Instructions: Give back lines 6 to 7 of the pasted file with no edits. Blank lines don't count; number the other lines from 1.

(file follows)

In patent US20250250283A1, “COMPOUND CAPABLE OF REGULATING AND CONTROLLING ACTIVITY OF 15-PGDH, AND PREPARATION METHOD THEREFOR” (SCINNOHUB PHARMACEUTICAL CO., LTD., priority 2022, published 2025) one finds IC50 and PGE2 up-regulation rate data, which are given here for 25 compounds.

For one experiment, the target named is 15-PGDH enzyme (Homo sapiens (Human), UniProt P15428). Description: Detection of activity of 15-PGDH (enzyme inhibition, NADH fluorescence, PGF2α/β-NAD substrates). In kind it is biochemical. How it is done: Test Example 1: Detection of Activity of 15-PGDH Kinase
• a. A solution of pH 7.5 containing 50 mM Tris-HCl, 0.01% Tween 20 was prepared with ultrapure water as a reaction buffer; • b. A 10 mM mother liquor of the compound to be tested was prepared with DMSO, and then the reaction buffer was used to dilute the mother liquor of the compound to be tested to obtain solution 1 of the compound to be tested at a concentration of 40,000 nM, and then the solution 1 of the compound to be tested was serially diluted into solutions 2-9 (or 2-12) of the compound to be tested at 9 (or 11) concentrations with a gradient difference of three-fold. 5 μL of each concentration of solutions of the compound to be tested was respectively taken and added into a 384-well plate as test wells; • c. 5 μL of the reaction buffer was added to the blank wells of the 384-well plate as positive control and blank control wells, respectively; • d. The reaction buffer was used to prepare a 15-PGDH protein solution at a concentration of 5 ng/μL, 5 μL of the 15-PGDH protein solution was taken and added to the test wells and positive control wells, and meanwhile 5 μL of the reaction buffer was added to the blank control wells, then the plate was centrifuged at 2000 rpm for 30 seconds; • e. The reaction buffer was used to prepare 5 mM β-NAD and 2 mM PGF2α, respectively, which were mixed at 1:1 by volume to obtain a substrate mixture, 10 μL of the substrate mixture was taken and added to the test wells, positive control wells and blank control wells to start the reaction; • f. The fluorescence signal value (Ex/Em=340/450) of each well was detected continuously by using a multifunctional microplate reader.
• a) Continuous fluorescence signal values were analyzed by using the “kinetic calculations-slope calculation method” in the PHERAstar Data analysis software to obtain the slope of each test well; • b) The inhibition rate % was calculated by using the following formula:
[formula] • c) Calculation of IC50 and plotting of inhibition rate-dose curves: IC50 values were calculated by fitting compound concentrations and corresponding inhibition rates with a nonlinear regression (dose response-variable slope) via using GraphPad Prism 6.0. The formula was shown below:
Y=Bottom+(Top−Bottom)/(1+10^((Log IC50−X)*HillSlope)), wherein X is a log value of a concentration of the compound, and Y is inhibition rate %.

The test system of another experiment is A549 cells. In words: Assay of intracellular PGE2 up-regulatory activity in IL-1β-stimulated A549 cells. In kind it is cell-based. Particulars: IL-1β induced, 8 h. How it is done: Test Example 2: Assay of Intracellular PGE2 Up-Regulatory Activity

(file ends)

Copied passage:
Y=Bottom+(Top−Bottom)/(1+10^((Log IC50−X)*HillSlope)), wherein X is a log value of a concentration of the compound, and Y is inhibition rate %.

The test system of another experiment is A549 cells. In words: Assay of intracellular PGE2 up-regulatory activity in IL-1β-stimulated A549 cells. In kind it is cell-based. Particulars: IL-1β induced, 8 h. How it is done: Test Example 2: Assay of Intracellular PGE2 Up-Regulatory Activity